AN SAS soldier killed three Islamic State fighters with a Gurkha knife with the elite trooper decapitating one with a single swipe of the kukri after he was caught in an ambush in Iraq.
The sergeant, with 15 yearsâ€™ combat experience, killed a further two gunmen and injured at least three others.
The attack occurred when Iraqi troops launched a massive assault on the besieged city of Fallujah, a key IS stronghold.
The SAS were acting as military advisors and leading small groups of Iraqi special forces.
During one attack, an SAS and Iraqi team entered a bombed-out factory hunting a sniper. But the troops were ambushed by IS gunmen and several Iraqi soldiers were killed and four seriously wounded.
The SAS soldier returned fi re as he dragged injured troops to safety before he was pinned down by enemy gun-fire.
When he ran out of ammo the IS gunmen attempted to capture him alive but instead the 27-year-old sergeant began lashing out with kukri, given to him by a British Gurkha soldier.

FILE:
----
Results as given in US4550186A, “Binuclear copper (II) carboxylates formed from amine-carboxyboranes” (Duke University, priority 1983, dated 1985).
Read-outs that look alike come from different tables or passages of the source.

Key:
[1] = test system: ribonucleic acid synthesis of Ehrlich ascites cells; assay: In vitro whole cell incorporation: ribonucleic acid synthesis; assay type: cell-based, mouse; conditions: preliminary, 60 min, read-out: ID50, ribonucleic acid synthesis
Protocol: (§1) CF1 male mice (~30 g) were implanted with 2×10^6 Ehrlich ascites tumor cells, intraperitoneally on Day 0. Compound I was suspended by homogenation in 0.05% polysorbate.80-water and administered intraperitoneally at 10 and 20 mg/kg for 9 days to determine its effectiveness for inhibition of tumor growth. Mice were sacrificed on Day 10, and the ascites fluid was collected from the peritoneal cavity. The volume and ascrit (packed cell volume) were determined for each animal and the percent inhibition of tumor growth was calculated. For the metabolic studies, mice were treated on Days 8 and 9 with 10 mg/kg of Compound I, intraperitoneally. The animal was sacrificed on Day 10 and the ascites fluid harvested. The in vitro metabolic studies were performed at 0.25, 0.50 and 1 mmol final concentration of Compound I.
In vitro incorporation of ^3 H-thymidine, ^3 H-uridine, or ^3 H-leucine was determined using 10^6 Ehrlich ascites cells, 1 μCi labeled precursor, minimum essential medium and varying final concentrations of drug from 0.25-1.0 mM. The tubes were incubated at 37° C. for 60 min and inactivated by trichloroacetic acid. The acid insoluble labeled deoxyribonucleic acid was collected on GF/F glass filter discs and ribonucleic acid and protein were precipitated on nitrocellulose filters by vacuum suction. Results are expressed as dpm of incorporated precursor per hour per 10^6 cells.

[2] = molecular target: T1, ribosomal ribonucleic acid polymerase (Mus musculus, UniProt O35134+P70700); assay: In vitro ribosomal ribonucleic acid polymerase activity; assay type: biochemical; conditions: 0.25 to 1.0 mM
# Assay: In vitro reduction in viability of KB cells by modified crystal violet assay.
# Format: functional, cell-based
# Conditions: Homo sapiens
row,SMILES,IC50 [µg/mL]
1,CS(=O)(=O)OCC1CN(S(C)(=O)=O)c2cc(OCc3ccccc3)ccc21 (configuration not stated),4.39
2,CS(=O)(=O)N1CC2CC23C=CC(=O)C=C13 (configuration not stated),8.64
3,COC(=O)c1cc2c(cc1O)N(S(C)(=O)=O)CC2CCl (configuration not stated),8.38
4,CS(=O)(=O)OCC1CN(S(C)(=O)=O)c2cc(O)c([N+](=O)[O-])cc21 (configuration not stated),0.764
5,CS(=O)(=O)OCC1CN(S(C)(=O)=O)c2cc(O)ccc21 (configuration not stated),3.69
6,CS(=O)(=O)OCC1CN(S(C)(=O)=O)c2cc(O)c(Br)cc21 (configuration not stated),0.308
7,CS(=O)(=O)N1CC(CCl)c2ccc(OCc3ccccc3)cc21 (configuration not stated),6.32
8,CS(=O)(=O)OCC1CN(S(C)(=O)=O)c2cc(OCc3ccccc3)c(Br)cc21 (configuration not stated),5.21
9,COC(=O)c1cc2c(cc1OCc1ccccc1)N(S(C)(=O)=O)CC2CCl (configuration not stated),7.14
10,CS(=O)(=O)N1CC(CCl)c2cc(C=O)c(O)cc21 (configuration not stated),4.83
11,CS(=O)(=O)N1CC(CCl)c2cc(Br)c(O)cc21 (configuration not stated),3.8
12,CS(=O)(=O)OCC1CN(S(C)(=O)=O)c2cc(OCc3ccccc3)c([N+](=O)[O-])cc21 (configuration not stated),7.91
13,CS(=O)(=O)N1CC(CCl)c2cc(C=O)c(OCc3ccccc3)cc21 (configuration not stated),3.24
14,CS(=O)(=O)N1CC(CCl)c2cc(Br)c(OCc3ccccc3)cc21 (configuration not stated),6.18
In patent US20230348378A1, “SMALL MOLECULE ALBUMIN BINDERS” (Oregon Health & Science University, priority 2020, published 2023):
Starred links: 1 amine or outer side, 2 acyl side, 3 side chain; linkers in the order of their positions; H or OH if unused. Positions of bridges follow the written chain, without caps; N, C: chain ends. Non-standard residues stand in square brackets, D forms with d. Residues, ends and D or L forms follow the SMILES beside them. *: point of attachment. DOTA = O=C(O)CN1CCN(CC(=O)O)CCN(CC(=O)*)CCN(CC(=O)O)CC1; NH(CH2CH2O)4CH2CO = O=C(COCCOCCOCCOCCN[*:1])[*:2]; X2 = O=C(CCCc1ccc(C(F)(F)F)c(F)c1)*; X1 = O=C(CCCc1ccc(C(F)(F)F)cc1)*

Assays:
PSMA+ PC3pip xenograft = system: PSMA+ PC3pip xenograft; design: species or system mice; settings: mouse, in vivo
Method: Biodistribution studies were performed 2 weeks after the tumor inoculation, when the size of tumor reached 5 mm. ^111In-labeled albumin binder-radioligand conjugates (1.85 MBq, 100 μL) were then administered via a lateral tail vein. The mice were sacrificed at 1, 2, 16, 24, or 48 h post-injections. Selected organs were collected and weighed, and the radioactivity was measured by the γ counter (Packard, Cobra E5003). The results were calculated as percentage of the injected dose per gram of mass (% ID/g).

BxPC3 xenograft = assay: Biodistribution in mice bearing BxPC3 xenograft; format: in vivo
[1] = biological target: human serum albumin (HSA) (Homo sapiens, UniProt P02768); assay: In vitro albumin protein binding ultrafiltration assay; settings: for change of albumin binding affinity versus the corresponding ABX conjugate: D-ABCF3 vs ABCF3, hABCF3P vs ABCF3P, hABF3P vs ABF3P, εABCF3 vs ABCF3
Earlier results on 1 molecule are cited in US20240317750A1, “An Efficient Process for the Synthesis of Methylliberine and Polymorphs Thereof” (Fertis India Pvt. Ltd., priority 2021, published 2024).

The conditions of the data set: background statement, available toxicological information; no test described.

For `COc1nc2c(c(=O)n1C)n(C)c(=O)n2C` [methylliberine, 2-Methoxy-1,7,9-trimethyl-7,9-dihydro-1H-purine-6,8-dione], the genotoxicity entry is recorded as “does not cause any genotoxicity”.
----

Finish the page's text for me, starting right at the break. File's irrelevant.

A senior defence source said: â€œAs soon as his ammunition was expended, the IS gunmen tried to storm him.
“As they went to grab him he unsheathed his kukri and began slashing away.
â€œHe decapitated the first gunman, slit the throat of second and killed another with a third blow. He then sliced away at three others.
â€œThe IS gunmen fled in panic allowing the SAS soldier to carry the injured men to safety.
â€œHe expected to be killed but thought heâ€™d take as many of the enemy with him.
â€œWhen he was reunited with Iraqi troops they thought the he was seriously wounded because he was covered in blood but he explained that the blood wasnâ€™t his.
“He cleaned his knife, grabbed some more ammo and then led another Iraqi special forces team into battle.â€
The sergeant is now expected to receive a gallantry award from the Iraqi Army.
The Daily Star Sunday understands that the SAS man had taken his kukri on combat missions in Iraq, Afghanistan and Libya but this was the first time that it had been used in battle.
He was given the knife by a Gurkha before he joined the SAS and was told that once unsheathed the knife must draw blood.